News Update


Phil Mickelson claims that his gambling addiction has caused ‘a lot of harm’ to his relationships with loved ones.

His gambling had “crossed the line of moderation and into addiction,” according to the six-time major winner.

He advised gamblers not to “conflate your enablers as friends, as I did.”

“It’s like a hurricane is raging outside, and I’m trapped in a shelter, oblivious to what’s going on,” Mickelson, 53, posted on social media.

“Money was never an issue because our financial security was never threatened, but I was so distracted that I wasn’t able to be present with the people I care about and caused a lot of harm.” This absence has been really distressing.

“‘You’re here, but you’re not with us,’ I’ve been told several times throughout my addiction. It had an impact on folks I care about in ways I wasn’t aware of or completely comprehended.”

American Mickelson, who switched from the PGA Tour to the Saudi-backed LIV Golf last year, said his wife Amy’s “love, support, and commitment” helped him get “back on track.”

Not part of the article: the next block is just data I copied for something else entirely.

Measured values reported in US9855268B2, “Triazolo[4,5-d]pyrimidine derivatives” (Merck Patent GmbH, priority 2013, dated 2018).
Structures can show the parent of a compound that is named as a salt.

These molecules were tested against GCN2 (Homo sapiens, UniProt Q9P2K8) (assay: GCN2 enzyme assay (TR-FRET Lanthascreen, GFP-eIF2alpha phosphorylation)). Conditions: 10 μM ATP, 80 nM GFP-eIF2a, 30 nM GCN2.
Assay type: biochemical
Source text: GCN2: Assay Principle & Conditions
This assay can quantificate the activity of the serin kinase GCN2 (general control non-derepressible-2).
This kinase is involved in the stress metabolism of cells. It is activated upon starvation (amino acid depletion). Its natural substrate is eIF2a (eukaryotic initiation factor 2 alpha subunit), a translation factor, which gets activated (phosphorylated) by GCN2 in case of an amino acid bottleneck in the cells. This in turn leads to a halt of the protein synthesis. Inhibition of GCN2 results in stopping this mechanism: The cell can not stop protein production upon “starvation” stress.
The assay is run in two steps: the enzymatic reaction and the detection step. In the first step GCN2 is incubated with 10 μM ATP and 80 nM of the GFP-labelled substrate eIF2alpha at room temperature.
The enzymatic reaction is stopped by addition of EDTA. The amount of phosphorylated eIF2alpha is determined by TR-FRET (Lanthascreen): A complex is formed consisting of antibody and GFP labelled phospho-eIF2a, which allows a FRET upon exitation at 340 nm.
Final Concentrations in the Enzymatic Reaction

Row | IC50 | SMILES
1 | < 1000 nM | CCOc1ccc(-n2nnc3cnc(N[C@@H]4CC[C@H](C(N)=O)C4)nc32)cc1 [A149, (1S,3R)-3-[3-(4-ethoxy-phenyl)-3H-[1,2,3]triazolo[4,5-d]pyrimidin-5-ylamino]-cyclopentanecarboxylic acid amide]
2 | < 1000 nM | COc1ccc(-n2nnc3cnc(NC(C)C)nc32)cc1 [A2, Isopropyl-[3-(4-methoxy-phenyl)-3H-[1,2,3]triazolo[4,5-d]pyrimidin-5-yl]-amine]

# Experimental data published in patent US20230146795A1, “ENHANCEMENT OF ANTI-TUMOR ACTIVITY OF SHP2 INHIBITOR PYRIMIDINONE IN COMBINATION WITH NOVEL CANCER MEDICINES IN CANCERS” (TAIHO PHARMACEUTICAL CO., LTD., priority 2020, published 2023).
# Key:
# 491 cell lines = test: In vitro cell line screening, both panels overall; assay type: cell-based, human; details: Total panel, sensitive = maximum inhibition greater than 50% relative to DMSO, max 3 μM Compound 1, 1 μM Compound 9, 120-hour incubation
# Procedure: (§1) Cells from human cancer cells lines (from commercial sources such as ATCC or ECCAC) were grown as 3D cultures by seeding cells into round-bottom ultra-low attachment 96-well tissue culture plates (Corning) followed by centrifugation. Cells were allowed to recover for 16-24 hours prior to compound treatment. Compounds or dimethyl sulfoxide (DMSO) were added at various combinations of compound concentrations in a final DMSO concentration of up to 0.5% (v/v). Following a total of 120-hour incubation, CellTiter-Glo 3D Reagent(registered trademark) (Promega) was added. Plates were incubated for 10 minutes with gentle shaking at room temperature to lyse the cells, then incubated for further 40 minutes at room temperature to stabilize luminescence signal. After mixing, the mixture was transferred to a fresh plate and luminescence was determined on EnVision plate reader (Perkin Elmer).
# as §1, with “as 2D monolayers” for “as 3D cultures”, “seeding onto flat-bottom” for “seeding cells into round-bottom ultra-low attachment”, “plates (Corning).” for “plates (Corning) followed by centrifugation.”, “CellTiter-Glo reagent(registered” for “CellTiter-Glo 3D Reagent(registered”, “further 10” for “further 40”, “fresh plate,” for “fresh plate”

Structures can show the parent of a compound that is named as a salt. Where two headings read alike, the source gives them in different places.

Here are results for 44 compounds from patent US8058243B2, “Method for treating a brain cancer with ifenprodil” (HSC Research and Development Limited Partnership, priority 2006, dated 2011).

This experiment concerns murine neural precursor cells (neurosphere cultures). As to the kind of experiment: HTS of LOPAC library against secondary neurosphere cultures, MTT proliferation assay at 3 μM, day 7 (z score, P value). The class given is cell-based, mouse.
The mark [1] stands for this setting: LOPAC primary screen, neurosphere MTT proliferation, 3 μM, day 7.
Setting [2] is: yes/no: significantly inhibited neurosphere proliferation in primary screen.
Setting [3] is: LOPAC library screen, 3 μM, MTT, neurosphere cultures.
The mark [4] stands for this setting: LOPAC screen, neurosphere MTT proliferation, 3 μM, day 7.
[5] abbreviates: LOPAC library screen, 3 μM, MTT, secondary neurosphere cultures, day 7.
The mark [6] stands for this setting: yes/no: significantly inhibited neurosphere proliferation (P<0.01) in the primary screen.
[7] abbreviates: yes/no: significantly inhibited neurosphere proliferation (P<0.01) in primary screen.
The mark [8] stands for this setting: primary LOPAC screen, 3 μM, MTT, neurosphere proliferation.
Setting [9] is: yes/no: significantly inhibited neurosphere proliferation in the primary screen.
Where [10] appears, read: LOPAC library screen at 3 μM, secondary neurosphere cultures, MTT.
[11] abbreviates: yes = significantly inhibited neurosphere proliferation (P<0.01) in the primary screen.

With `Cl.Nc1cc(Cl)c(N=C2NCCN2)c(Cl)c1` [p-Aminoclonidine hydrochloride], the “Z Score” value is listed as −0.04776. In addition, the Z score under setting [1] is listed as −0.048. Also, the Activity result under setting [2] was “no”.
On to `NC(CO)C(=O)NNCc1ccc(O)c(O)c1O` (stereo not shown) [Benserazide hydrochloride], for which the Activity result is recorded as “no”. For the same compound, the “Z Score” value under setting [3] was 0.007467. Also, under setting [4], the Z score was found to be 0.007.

“She has loved and supported me during my darkest and most trying times.” “I couldn’t have done it without her,” he admitted.

“After many years of receiving professional help, not gambling, and being in recovery from my addictions, I’m now able to sit still, be present in the moment, and live each day with inner calm and peace.”

Mickelson, who has 45 PGA Tour victories, has previously spoken about his gambling and the actions he has taken to overcome it.

In August, he denied betting on the 2012 Ryder Cup, as claimed by notorious sports gambler Billy Walters, saying he would “never undermine the integrity of the game.”


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